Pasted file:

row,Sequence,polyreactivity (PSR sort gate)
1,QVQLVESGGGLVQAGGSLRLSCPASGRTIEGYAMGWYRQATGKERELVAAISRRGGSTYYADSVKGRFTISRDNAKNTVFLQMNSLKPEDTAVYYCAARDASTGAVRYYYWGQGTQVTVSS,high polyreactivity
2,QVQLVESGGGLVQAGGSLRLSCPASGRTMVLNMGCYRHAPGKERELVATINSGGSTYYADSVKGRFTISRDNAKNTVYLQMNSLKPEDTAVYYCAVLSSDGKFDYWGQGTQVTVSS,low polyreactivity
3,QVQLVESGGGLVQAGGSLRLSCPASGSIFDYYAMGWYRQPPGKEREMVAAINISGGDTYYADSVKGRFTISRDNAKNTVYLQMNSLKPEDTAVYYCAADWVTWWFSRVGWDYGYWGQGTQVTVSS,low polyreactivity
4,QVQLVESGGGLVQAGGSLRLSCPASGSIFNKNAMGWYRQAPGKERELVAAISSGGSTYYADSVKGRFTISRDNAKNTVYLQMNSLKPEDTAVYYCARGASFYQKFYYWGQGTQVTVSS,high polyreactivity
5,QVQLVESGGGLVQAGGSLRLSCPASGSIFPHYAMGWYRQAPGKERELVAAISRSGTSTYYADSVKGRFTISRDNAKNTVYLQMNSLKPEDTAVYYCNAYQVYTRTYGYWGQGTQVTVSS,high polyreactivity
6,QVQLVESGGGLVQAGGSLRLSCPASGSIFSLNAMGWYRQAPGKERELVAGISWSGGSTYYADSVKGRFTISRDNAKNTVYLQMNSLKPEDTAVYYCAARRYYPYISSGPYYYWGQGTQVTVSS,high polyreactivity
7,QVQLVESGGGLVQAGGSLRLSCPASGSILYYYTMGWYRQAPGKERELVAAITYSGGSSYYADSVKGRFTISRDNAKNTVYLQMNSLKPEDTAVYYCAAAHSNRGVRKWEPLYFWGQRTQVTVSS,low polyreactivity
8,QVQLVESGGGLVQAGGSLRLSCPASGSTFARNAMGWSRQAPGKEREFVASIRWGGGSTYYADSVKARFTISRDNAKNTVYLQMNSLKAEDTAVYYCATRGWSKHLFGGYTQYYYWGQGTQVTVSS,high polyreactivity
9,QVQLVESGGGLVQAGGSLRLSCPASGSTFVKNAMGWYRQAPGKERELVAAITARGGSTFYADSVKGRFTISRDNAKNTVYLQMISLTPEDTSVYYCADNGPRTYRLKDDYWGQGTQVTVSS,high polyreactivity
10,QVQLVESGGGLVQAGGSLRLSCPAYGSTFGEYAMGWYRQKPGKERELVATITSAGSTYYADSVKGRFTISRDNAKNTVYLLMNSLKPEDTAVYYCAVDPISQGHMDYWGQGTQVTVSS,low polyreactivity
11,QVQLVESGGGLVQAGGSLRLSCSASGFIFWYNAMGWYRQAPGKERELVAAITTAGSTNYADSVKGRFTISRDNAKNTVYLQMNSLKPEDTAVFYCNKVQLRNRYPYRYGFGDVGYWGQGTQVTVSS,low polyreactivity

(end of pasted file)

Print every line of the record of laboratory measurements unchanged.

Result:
row,Sequence,polyreactivity (PSR sort gate)
1,QVQLVESGGGLVQAGGSLRLSCPASGRTIEGYAMGWYRQATGKERELVAAISRRGGSTYYADSVKGRFTISRDNAKNTVFLQMNSLKPEDTAVYYCAARDASTGAVRYYYWGQGTQVTVSS,high polyreactivity
2,QVQLVESGGGLVQAGGSLRLSCPASGRTMVLNMGCYRHAPGKERELVATINSGGSTYYADSVKGRFTISRDNAKNTVYLQMNSLKPEDTAVYYCAVLSSDGKFDYWGQGTQVTVSS,low polyreactivity
3,QVQLVESGGGLVQAGGSLRLSCPASGSIFDYYAMGWYRQPPGKEREMVAAINISGGDTYYADSVKGRFTISRDNAKNTVYLQMNSLKPEDTAVYYCAADWVTWWFSRVGWDYGYWGQGTQVTVSS,low polyreactivity
4,QVQLVESGGGLVQAGGSLRLSCPASGSIFNKNAMGWYRQAPGKERELVAAISSGGSTYYADSVKGRFTISRDNAKNTVYLQMNSLKPEDTAVYYCARGASFYQKFYYWGQGTQVTVSS,high polyreactivity
5,QVQLVESGGGLVQAGGSLRLSCPASGSIFPHYAMGWYRQAPGKERELVAAISRSGTSTYYADSVKGRFTISRDNAKNTVYLQMNSLKPEDTAVYYCNAYQVYTRTYGYWGQGTQVTVSS,high polyreactivity
6,QVQLVESGGGLVQAGGSLRLSCPASGSIFSLNAMGWYRQAPGKERELVAGISWSGGSTYYADSVKGRFTISRDNAKNTVYLQMNSLKPEDTAVYYCAARRYYPYISSGPYYYWGQGTQVTVSS,high polyreactivity
7,QVQLVESGGGLVQAGGSLRLSCPASGSILYYYTMGWYRQAPGKERELVAAITYSGGSSYYADSVKGRFTISRDNAKNTVYLQMNSLKPEDTAVYYCAAAHSNRGVRKWEPLYFWGQRTQVTVSS,low polyreactivity
8,QVQLVESGGGLVQAGGSLRLSCPASGSTFARNAMGWSRQAPGKEREFVASIRWGGGSTYYADSVKARFTISRDNAKNTVYLQMNSLKAEDTAVYYCATRGWSKHLFGGYTQYYYWGQGTQVTVSS,high polyreactivity
9,QVQLVESGGGLVQAGGSLRLSCPASGSTFVKNAMGWYRQAPGKERELVAAITARGGSTFYADSVKGRFTISRDNAKNTVYLQMISLTPEDTSVYYCADNGPRTYRLKDDYWGQGTQVTVSS,high polyreactivity
10,QVQLVESGGGLVQAGGSLRLSCPAYGSTFGEYAMGWYRQKPGKERELVATITSAGSTYYADSVKGRFTISRDNAKNTVYLLMNSLKPEDTAVYYCAVDPISQGHMDYWGQGTQVTVSS,low polyreactivity
11,QVQLVESGGGLVQAGGSLRLSCSASGFIFWYNAMGWYRQAPGKERELVAAITTAGSTNYADSVKGRFTISRDNAKNTVYLQMNSLKPEDTAVFYCNKVQLRNRYPYRYGFGDVGYWGQGTQVTVSS,low polyreactivity